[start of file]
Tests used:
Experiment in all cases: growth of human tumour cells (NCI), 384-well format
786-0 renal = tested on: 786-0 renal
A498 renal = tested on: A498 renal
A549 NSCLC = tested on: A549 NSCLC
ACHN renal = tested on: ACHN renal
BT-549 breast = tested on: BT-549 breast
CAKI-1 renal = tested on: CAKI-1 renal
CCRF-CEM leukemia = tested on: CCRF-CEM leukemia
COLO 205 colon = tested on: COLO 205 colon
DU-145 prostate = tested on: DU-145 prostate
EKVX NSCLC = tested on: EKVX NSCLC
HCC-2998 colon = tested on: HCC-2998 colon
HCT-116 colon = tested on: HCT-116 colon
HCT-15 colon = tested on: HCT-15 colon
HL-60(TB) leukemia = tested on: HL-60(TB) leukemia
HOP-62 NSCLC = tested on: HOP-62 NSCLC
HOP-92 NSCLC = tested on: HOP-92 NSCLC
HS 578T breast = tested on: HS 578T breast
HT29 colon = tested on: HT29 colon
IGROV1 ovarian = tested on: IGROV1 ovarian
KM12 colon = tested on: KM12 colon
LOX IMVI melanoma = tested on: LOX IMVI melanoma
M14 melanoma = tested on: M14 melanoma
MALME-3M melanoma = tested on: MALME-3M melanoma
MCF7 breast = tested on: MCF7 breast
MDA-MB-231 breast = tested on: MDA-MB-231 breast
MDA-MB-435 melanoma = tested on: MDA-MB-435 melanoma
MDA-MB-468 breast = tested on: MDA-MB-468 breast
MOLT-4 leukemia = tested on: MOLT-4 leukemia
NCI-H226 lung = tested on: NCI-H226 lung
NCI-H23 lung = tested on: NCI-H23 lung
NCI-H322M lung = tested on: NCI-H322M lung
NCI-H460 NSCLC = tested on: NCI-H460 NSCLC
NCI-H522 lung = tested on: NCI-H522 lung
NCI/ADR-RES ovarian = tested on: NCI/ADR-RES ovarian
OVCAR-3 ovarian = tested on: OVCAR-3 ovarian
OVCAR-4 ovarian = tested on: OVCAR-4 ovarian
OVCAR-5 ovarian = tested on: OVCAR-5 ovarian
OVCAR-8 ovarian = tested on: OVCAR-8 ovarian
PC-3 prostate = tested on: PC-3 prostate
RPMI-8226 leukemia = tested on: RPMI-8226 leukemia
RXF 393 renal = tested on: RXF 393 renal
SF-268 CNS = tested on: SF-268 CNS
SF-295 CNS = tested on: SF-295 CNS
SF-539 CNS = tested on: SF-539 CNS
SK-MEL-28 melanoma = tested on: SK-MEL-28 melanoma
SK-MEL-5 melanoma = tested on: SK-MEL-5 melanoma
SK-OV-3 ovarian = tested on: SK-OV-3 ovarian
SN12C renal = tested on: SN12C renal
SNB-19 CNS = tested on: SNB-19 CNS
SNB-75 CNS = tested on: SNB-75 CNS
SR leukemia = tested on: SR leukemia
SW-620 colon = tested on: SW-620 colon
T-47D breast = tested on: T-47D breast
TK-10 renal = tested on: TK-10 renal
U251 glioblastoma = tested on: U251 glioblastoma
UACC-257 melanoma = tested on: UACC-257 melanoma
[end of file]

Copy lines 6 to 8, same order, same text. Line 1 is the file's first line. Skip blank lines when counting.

ACHN renal = tested on: ACHN renal
BT-549 breast = tested on: BT-549 breast
CAKI-1 renal = tested on: CAKI-1 renal